But what I would say, there is so much that has gone on in the last two years, among the many secretaries of the various departments, that's shown that they have a total disregard to the ethics that one has to bring to this job, coupled with any other irregularities that have gone on in the White House. So there will be plenty of work for us to do, for sure.
[17:20:01] BLITZER: You'll be busy. I know that. Congresswoman Speier, thanks so much for joining us.
SPEIER: Thank you, Wolf.
BLITZER: Up next, we have more breaking news. The Democratic Committee chairmen are warning they won't let the president intimidate their witnesses. Will they get Michael Cohen to agree to testify?
And this round goes to Pelosi. After the House speaker basically disinvites the president from the U.S. Capitol, what will he do about his State of the Union address?
BLITZER: We're following multiple breaking news stories, including President Trump's former attorney, Michael Cohen, now backing out of next month's highly-anticipated congressional testimony, blaming threats against his family from President Trump and from Rudy Giuliani.
Let's bring in our political and legal analysts and discuss.
Susan Hennessey, listen to what the president and Rudy Giuliani have recently said about Cohen and his family.
(BEGIN VIDEO CLIP)
[17:25:08] TRUMP: Did he make a deal to keep his father-in-law out? Did he make a deal to keep his wife, who supposedly -- maybe I'm wrong, but you can check it. Did he keep -- make a deal to keep his wife out of trouble?
(via phone): He should give information, maybe, on his father-in-law, because that's the one that people want to look at. Because where does that money -- that's the money in the family.
JEANINE PIRRO, FOX NEWS HOST: What is his father-in-law's name?
TRUMP: I don't know, but you'll find out, and you'll look into it, because nobody knows what's going on over there.
TAPPER: So it's OK to go after the father-in-law?
RUDY GIULIANI, LAWYER FOR DONALD TRUMP: Now -- of course it is, if the father-in-law is a criminal.
Well, he comes from the Ukraine. The reason that's important is he may have ties to something called organized crime.
When somebody testifies against your client, you go out and you look at what's wrong with them.
(END VIDEO CLIP)
BLITZER: Does that language, in your mind, Susan -- you're a lawyer -- constitute witness intimidation?
SUSAN HENNESSEY, CNN LEGAL AND NATIONAL SECURITY ANALYST: Yes, I think it's clear that the intention -- there's no purpose to doing this, other than harassing and intimidating Michael Cohen and sort of threatening his family as retaliation for Cohen being willing to testify against the president.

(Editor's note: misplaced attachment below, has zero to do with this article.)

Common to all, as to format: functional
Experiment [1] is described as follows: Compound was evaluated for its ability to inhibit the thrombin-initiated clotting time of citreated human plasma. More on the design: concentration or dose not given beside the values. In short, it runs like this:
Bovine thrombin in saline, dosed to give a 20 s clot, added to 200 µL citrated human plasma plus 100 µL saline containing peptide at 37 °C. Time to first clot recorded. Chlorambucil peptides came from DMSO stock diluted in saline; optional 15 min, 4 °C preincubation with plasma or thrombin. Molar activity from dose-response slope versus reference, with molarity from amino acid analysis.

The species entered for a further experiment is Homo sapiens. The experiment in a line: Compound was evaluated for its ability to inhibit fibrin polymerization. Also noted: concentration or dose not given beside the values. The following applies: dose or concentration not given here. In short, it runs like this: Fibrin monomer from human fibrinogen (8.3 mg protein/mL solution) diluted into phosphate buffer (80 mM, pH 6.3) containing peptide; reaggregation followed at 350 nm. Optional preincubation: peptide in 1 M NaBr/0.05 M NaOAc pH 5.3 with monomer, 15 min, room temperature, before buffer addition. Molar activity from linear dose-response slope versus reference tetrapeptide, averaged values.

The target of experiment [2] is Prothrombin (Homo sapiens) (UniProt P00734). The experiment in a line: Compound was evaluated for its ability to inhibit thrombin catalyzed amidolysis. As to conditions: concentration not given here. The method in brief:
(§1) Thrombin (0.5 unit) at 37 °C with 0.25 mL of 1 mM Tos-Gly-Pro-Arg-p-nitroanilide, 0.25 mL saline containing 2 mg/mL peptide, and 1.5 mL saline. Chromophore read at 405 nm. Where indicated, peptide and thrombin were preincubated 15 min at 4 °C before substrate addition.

Before we even sort of discuss the illegality or possible illegality, that's really unacceptable for the president of the United States to be singling out a United States citizen in retaliation for their family members. Whenever people talk about the rule of law, that's what they're talking about.
Now, the actual law says that anyone who threatens or intimidates someone with the intention of causing them to withhold their testimony. So like so many questions related to President Trump's conduct, the real sort of legal question here hinges on the president's mental state. What did he intend whenever he made these comments, not whether or not Cohen was actually intimidated or not, as he says that he was.
That said, I don't think there's really anything necessarily different than if Trump had sent a private message to Cohen, saying, "I hope nothing bad happens to your family." And so I do think that this is the kind of sort of question that might become part of an eventual impeachment hearing.
BLITZER: Intimidation of witnesses is something Mueller, potentially, could open up a new round of investigations. Do you think he should?
PHILIP MUDD, CNN COUNTERTERRORISM ANALYST: No, I don't think so for a simple reason. It's a little late, Mr. President. Cohen has already been in front of the special counsel for who knows how long, and there's a couple of questions you'd have if you're the special counsel.
No. 1, is Mr. Cohen truthful and honest when he talks to you about what he knows going back years? And I suspect he's laid a bunch of stuff on the table.
Second, and I think equally significant, does he pass over everything he has in terms of things like computer files and documents?